New York

Joan Snyder

Paley And Lowe Gallery

Joan Snyder’s paintings at Paley and Lowe are fuller and more commanding than her earlier works. Her vocabulary is experimental and fearless: strokes on strokes, shiny on matte, drips, stains, smears, and daubs. These marks of often jarring color are grouped in perceptual configurations similar to motivic patterns in musical compositions. Although colors and textures are layered as if transparent planes have been superimposed, the new works avoid chaos because the colors function as pure chromatic touches rather than as areas or shapes.

Another reason for the clarity of these paintings is Snyder’s use of a penciled grid to provide a tough base for the loosely painted colors. Because the juxtaposition and obliqueness of the configurations often results in the merging of planes, the grid establishes the frontality of the picture plane. It also gives the viewer a format for reading the paintings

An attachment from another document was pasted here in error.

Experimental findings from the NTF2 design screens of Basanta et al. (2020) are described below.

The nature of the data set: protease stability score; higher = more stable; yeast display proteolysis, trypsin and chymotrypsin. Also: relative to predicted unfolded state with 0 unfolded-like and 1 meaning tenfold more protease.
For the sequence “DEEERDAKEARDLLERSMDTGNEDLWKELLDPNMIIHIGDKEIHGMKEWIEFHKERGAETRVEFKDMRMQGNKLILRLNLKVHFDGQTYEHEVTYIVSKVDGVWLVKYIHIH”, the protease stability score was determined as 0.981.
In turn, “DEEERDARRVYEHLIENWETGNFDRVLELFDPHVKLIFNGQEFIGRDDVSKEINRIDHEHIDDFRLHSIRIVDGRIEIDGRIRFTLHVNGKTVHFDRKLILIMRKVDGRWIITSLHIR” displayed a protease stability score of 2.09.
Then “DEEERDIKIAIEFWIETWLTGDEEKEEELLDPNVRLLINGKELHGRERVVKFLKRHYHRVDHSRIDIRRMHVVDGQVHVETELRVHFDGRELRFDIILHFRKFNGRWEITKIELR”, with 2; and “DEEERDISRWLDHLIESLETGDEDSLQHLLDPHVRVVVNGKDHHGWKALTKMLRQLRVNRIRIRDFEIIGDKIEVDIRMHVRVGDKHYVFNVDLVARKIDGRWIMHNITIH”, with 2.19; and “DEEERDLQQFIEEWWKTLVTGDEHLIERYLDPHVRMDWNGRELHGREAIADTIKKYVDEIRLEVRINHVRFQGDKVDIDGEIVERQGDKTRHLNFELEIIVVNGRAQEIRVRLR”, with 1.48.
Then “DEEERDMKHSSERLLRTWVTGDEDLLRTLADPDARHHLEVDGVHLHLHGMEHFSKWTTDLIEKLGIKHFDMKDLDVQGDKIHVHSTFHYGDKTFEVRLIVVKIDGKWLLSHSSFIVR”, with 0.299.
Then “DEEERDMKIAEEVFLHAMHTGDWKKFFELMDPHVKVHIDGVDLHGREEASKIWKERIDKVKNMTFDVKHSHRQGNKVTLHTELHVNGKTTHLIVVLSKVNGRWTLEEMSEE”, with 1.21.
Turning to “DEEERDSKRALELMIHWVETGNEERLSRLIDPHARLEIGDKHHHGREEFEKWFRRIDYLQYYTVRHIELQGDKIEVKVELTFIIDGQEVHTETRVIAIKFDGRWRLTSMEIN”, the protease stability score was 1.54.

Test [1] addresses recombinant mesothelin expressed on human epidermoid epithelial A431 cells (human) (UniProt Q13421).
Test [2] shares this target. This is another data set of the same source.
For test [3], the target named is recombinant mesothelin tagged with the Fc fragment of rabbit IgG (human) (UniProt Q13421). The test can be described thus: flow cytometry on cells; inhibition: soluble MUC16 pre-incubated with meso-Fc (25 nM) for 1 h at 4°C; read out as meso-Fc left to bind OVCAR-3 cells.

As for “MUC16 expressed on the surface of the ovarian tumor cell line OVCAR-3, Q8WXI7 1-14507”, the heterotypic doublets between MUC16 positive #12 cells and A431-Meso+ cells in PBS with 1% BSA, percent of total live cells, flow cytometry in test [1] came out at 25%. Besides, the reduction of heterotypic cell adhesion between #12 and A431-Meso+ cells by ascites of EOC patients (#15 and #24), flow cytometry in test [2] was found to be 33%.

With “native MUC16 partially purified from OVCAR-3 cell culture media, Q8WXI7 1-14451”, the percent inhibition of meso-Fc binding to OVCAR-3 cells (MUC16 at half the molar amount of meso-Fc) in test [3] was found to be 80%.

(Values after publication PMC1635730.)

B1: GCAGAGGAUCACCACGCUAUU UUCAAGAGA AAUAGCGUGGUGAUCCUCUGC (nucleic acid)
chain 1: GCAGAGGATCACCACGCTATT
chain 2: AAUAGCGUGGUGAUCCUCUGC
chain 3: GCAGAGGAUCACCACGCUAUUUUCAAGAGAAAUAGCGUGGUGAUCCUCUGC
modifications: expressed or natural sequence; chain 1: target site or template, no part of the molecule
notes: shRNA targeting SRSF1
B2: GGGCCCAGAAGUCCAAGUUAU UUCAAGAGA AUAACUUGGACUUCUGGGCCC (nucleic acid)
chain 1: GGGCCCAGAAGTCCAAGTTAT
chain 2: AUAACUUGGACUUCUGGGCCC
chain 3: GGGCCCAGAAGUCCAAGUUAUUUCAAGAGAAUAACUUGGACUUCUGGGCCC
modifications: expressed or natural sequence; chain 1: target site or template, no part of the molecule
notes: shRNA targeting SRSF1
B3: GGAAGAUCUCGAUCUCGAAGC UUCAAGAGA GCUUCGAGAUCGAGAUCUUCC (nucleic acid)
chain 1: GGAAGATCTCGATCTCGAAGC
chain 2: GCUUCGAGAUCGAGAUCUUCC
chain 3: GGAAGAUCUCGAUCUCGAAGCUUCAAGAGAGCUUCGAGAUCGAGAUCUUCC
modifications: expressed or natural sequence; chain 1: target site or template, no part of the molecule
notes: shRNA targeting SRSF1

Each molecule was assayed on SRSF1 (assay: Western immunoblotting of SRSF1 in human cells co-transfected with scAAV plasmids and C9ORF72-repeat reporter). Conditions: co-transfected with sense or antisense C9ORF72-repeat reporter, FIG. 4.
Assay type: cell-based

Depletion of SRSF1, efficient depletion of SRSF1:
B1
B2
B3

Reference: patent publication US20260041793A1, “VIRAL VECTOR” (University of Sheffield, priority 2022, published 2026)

to keep reading

Artforum print subscribers have full access to this article. If you are a subscriber, sign in below.

Not registered for Register here.

SUBSCRIBE NOW for only $50 a year—65% off the newsstand price—and get the print magazine plus full online access to this issue and our archive.*

Order the ONLINE EDITION for $5.99.

* This rate applies to U.S. domestic subscriptions.